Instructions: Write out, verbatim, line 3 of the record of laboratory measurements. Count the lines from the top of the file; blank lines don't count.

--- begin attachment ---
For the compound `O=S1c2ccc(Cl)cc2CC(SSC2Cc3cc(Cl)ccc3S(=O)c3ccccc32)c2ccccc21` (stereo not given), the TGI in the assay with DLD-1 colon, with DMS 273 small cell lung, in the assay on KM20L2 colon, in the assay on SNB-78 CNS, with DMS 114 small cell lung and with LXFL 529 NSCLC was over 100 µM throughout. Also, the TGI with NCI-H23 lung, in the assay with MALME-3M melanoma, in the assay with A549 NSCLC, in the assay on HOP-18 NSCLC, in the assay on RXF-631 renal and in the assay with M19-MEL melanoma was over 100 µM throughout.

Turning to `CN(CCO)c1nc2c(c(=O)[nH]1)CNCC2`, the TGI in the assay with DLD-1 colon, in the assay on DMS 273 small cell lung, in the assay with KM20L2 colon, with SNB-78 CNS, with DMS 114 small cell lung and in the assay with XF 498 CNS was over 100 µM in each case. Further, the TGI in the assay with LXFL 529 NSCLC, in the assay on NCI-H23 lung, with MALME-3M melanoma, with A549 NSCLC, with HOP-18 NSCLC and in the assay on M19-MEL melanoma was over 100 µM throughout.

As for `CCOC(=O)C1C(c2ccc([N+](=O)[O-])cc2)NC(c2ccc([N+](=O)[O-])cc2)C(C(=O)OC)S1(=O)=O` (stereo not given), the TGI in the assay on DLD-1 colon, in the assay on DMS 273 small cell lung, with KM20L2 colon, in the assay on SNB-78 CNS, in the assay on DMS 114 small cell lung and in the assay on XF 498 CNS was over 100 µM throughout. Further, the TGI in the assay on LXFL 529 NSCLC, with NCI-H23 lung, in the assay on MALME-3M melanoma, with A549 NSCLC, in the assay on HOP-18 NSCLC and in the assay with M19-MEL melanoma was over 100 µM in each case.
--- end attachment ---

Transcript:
As for `CCOC(=O)C1C(c2ccc([N+](=O)[O-])cc2)NC(c2ccc([N+](=O)[O-])cc2)C(C(=O)OC)S1(=O)=O` (stereo not given), the TGI in the assay on DLD-1 colon, in the assay on DMS 273 small cell lung, with KM20L2 colon, in the assay on SNB-78 CNS, in the assay on DMS 114 small cell lung and in the assay on XF 498 CNS was over 100 µM throughout. Further, the TGI in the assay on LXFL 529 NSCLC, with NCI-H23 lung, in the assay on MALME-3M melanoma, with A549 NSCLC, in the assay on HOP-18 NSCLC and in the assay with M19-MEL melanoma was over 100 µM in each case.